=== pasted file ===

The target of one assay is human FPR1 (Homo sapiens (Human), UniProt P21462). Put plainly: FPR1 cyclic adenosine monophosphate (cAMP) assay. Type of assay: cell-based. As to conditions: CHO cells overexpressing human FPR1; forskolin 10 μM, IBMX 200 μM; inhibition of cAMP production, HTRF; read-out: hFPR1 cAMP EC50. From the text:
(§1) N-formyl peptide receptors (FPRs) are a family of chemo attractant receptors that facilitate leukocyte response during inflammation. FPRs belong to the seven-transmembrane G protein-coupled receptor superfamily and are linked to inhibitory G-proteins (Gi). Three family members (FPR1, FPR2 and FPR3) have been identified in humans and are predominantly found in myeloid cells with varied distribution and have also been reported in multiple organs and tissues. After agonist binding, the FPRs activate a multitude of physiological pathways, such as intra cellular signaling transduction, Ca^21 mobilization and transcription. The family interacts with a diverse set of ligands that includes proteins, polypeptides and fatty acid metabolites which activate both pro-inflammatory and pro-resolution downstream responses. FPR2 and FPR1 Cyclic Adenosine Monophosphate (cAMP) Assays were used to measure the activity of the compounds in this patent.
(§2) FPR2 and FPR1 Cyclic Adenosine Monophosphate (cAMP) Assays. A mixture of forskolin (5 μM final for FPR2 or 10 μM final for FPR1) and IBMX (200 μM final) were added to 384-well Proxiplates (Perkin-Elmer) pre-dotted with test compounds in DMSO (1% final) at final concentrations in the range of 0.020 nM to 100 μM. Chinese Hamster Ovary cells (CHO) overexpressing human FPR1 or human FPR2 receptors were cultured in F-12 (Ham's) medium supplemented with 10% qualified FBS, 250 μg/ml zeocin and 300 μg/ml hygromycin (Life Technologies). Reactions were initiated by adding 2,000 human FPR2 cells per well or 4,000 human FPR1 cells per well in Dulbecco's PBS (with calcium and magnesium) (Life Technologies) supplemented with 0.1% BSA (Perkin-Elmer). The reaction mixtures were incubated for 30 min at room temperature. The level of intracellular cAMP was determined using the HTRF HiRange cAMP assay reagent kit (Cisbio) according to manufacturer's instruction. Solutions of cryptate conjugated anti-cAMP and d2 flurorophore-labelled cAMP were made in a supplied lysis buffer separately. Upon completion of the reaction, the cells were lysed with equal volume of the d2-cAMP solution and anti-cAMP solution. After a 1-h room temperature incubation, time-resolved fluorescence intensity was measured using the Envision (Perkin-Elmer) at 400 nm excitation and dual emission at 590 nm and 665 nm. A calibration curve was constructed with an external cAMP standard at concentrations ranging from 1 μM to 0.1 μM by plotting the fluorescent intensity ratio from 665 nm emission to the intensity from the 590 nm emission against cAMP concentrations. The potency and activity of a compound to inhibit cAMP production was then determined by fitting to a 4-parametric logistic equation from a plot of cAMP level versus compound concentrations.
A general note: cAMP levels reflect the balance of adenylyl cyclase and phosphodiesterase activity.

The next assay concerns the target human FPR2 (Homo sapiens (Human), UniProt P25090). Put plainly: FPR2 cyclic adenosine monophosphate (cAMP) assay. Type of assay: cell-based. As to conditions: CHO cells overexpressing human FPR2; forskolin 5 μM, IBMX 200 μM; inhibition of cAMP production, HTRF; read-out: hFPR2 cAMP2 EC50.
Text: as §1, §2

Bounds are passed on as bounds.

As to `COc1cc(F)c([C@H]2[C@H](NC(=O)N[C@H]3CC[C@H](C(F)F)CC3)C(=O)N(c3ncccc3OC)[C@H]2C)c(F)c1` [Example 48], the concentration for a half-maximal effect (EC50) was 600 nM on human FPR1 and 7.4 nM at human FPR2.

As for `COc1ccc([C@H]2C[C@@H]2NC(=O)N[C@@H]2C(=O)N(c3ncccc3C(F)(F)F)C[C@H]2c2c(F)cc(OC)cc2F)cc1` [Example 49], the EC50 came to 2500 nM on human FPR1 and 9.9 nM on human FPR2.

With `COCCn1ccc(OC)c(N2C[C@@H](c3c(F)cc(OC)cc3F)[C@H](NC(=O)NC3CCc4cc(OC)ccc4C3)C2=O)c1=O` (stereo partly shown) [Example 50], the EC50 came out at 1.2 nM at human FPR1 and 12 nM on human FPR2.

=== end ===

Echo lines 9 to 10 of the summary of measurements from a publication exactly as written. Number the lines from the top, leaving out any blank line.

As for `COc1ccc([C@H]2C[C@@H]2NC(=O)N[C@@H]2C(=O)N(c3ncccc3C(F)(F)F)C[C@H]2c2c(F)cc(OC)cc2F)cc1` [Example 49], the EC50 came to 2500 nM on human FPR1 and 9.9 nM on human FPR2.

With `COCCn1ccc(OC)c(N2C[C@@H](c3c(F)cc(OC)cc3F)[C@H](NC(=O)NC3CCc4cc(OC)ccc4C3)C2=O)c1=O` (stereo partly shown) [Example 50], the EC50 came out at 1.2 nM at human FPR1 and 12 nM on human FPR2.